- News of the day
Warwick's Baby Clinic
Warwick, following the example of larger towns, has recently opened a baby clinic, with Sister Shaw in charge. The clinic is situated in Percy street, and presents quite an imposing appearance. On calling, one found the nurse in charge busily engaged attending to the wants of a mother and her babe. The visitor being free to take her own impressions, her dominant thought was of the comfortable inviting atmosphere of the clinic as a whole. The large, airy, cheerful rooms were brightened by floods of golden sunshine. Surely the life of even an over-energetic germ would be of short duration there! One marvelled also at the compactness—every necessary space being utilised—and the clever combination of hospital and home for the nurse in charge has her own quarters. From the waiting room the visitor passed into the weighing room, where feed tests are given, thence into the sterilising room, and the mothers' room, arriving last at a business-like office where the records of the small patients and their daily improvement are.written down and filed. Here and there, a bowl of scarlet roses broke up the severity of the hospital rooms, making a bright splash of colour among the all-white tonings. In the mothers' room, comfortably arranged with lounge and small cots, a country mother could rest and spend the time pleasantly while her baby slept.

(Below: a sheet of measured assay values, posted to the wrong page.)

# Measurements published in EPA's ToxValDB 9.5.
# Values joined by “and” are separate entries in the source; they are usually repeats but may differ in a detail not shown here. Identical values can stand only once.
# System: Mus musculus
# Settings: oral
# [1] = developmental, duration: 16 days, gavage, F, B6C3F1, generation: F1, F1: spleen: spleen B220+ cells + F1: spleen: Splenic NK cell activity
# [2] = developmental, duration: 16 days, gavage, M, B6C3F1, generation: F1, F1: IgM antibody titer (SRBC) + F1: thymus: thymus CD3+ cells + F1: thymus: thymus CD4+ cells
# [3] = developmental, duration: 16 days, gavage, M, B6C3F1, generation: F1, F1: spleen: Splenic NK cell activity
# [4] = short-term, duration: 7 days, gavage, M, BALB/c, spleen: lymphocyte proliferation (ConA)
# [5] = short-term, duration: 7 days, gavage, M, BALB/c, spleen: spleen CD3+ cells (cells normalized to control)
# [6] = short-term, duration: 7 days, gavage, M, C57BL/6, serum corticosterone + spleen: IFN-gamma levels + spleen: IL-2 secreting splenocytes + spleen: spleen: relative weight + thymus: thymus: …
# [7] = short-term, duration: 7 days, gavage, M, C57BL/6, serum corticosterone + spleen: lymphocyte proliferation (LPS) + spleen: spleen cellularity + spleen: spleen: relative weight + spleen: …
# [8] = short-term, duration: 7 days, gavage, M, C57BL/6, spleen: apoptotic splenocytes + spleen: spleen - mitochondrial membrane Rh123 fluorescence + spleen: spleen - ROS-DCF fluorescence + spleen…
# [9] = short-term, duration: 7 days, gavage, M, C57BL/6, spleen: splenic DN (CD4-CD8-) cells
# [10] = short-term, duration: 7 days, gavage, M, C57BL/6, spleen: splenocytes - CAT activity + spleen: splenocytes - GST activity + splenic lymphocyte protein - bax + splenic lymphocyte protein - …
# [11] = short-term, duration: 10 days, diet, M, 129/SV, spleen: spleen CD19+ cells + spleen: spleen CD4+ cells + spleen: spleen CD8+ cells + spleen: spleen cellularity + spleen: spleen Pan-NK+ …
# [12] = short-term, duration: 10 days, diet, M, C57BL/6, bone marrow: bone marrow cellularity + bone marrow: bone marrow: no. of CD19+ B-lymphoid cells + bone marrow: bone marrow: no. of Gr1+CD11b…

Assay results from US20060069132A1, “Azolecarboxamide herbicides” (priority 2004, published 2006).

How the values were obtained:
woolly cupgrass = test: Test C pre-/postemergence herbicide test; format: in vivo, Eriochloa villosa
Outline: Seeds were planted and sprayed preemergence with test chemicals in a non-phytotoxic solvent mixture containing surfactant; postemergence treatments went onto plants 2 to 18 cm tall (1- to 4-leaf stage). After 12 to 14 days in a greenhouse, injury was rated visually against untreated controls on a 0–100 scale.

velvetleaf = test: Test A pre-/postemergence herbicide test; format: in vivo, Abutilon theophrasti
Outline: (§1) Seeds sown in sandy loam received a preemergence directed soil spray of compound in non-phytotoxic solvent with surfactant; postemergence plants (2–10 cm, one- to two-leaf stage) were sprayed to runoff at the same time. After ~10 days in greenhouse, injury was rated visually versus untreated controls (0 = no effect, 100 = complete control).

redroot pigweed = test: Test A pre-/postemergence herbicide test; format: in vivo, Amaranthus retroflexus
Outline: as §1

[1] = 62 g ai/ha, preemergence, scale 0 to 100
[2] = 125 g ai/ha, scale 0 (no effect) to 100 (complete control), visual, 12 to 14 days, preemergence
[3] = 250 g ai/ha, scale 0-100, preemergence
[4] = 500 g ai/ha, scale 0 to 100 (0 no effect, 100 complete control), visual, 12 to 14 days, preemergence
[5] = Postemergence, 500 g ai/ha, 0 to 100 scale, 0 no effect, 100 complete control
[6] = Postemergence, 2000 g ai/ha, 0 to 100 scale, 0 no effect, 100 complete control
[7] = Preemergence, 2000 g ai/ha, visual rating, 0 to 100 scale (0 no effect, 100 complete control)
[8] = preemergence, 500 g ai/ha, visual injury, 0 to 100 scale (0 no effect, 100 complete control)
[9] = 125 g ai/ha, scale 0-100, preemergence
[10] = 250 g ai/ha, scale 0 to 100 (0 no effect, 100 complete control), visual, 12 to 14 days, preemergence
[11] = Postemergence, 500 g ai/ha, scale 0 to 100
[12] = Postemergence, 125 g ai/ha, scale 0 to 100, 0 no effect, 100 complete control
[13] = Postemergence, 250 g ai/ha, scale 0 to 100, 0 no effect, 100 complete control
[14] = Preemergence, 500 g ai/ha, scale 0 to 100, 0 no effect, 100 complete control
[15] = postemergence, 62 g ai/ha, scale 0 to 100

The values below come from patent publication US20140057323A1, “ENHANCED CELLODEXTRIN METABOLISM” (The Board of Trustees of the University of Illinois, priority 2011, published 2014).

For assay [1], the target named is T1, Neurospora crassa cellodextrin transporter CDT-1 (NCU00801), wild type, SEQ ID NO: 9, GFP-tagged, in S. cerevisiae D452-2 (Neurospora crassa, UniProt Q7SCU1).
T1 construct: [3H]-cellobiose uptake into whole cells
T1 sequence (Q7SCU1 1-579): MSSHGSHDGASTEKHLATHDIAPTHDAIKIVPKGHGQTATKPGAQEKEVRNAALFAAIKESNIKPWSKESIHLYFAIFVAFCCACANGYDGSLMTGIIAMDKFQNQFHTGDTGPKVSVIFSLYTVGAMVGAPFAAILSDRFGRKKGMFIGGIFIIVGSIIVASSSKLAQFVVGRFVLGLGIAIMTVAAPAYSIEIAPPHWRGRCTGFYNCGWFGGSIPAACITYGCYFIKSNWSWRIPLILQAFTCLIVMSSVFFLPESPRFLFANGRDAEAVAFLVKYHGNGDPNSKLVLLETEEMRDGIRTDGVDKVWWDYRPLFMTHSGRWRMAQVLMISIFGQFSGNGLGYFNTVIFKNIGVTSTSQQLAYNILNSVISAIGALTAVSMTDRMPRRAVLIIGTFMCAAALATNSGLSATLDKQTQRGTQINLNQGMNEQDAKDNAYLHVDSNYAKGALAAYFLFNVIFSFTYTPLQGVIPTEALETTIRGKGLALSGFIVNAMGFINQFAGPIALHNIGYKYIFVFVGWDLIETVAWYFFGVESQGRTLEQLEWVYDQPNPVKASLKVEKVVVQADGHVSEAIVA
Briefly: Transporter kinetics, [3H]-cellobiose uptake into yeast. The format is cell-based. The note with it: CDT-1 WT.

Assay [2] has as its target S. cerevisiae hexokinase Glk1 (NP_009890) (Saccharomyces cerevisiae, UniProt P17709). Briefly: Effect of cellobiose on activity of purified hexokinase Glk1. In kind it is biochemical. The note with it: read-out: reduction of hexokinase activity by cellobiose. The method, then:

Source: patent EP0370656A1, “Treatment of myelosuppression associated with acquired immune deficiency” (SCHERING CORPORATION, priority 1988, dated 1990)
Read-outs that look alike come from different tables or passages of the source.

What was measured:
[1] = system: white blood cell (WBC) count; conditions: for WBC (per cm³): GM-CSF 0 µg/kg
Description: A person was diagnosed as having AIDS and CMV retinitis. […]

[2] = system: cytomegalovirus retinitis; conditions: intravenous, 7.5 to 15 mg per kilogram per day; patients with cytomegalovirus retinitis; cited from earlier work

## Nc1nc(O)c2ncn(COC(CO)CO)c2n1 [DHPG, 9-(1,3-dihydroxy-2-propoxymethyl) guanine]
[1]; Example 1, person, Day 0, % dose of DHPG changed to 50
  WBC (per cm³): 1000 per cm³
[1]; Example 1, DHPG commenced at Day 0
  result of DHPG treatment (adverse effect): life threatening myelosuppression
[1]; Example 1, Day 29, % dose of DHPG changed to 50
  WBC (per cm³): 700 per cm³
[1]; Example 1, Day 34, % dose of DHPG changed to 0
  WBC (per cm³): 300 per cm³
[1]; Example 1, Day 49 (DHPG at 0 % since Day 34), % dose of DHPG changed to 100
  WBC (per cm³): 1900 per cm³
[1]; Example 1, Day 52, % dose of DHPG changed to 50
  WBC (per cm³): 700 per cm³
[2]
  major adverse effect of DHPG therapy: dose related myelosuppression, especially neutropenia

The clinic is splendidly equipped for baby treatments, and also for mothers who come for advice.
Warwick Is very fortunate in securing the services of Miss Shaw as nurse. Miss Shaw is an enthusiast. Her tiny patients are not merely patients to her, but each one is a separate individual to be carefully looked after, and she loves them all. Many a time when she should be off duty she is cheerfully engaged in seeing or visiting some baby whom she considers would be the better for some extra attention.
The maximum daily attendance of patients is 20, but Sister Shaw is confident that before long twice that number will visit the clinic for advice on "Saving the Babies.''
One of the main things about child welfare work in the clinics is that all advice is free, and the experienced nurse in charge can always advise a patient to see a doctor before the disease can secure a strong hold. Children up to five years may receive attention at the clinic.
The mothers of Warwick and district should avail themselves of the wonderful opportunities offered through its clinic, and when in doubt over baby's welfare should seek the expert advice so generously given by Sister Shaw.